Some things are simply out of our control. The weather, for example, there’s not much you can do about the wind or the rain. Luckily, we have control over plenty of things in our lives, and how much we commit to our health is one of those things.
Diet, exercise and sleep. For the most part, these three systems largely determine our health and are things we can (mostly) control. We can choose what we eat and how often we exercise. Sleep, however, can sometimes evade people. Millions of people suffer from sleepless nights, leading to all sorts of short and long term health problems.
It’s incredibly important to get quality sleep. And investing in a quality mattress is an easy step that will have huge benefits. But with so many kinds of mattresses on the market, how do you know which mattress is right for you?
One of the great debates in the mattress world is whether or not foam mattresses are good for a person’s health. Sleep is a very subjective thing to measure — one person’s “good sleep” can look different from another person’s. But we can look at the quality of a mattress objectively.
Memory foam mattresses have an interesting history. Memory foam was actually first invented by NASA in the mid 1960s and sent into space as spaceship seat cushions. After that, memory foam was used in many different applications, from padding inside helmets to making prosthetic limbs more comfortable to wear.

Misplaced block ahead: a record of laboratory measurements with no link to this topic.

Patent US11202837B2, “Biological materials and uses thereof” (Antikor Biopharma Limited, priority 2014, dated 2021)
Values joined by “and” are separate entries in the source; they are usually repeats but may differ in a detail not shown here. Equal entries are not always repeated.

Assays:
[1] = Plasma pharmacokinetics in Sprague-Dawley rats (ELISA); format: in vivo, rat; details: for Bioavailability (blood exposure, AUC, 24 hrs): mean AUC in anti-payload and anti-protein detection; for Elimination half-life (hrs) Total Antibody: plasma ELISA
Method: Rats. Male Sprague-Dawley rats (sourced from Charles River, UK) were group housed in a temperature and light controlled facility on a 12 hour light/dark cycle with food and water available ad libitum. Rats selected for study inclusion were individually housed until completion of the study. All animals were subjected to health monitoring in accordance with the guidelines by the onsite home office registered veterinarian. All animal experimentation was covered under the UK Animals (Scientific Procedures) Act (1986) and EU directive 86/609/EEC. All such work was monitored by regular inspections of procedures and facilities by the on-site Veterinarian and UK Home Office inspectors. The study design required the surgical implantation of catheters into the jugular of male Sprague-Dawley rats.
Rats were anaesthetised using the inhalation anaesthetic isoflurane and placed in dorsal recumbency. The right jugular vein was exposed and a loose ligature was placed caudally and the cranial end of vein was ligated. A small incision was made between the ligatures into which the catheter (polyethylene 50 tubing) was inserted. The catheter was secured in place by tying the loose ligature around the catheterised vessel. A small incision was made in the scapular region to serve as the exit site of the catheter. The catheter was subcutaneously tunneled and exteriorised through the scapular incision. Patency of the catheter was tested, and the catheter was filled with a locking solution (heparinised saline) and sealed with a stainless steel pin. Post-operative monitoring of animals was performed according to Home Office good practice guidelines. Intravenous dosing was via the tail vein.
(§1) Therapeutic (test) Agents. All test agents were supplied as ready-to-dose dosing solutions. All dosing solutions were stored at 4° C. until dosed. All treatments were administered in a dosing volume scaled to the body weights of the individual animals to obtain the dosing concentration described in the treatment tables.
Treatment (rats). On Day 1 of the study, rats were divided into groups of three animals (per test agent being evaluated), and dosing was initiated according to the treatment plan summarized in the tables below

When mattresses finally became cost effective to make, consumers were impressed with the qualities of this unique material. Over time, however, some aspects of memory foam have been called into question.
Memory foam is made of polyurethane; other chemicals are added to increase its viscosity and density. Memory foam is often called “viscoelastic” polyurethane foam, or low-resilience polyurethane foam (LRPu).
The reason why memory foam makes a comfortable mattress is because higher-density foam softens in reaction to body heat. This allows it to quickly mold to a warm body, and then return to its original shape after use.
The drawbacks to memory foam are mostly due to the chemicals that go into making them. Chemicals are also released from the mattresses after they have been manufactured. One effect of memory foam is something called “off-gassing”, which happens “volatile organic compounds” (VOCs) break down. In mattresses, VOCs exists mostly in the foam and adhesives and can include chemicals like chlorofluorocarbons (CFCs), formaldehyde, benzene, methylene chloride, toluene, trichloroethane, naphthalene, perfluorocarbons.
While studies have not confirmed a link to serious health problems and memory foam mattresses, there are plenty of reports of people feeling the effects. Headaches, nausea, skin irritation, and respiratory difficulties are a few of the symptoms people experience from memory foam mattresses.
Since World War Two, 80,000 new chemicals have been invented and placed in household items, though the the impact of only a few have been studied. It depends on how comfortable you feel with that knowledge that might determine some of your lifestyle choices. While they might not be as accessible or marketed as well, there are always chemical free options available. In the mattress world, naturally occurring latex mattresses are an alternative that many consumers are turning to.
When it comes to mattresses, it’s important to consider what effect they have on your health. This is a product that you use more than most other products in your life — eight hours every single day. As a consumer trying to navigate the world, it’s important to make informed decisions that keep you healthy and happy.